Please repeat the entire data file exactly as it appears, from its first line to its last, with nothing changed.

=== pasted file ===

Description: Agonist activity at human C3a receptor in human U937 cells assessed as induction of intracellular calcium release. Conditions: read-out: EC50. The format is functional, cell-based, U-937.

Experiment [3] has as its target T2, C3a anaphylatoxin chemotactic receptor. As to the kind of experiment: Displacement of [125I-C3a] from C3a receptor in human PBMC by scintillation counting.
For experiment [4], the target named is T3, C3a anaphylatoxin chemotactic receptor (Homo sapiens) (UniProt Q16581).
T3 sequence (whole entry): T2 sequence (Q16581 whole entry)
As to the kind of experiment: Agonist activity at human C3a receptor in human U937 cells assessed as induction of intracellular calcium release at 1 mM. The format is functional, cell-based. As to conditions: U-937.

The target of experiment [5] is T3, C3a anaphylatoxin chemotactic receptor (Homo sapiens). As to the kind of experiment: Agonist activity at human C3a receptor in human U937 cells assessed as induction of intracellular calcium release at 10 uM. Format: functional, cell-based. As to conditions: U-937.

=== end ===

Description: Agonist activity at human C3a receptor in human U937 cells assessed as induction of intracellular calcium release. Conditions: read-out: EC50. The format is functional, cell-based, U-937.

Experiment [3] has as its target T2, C3a anaphylatoxin chemotactic receptor. As to the kind of experiment: Displacement of [125I-C3a] from C3a receptor in human PBMC by scintillation counting.
For experiment [4], the target named is T3, C3a anaphylatoxin chemotactic receptor (Homo sapiens) (UniProt Q16581).
T3 sequence (whole entry): T2 sequence (Q16581 whole entry)
As to the kind of experiment: Agonist activity at human C3a receptor in human U937 cells assessed as induction of intracellular calcium release at 1 mM. The format is functional, cell-based. As to conditions: U-937.

The target of experiment [5] is T3, C3a anaphylatoxin chemotactic receptor (Homo sapiens). As to the kind of experiment: Agonist activity at human C3a receptor in human U937 cells assessed as induction of intracellular calcium release at 10 uM. Format: functional, cell-based. As to conditions: U-937.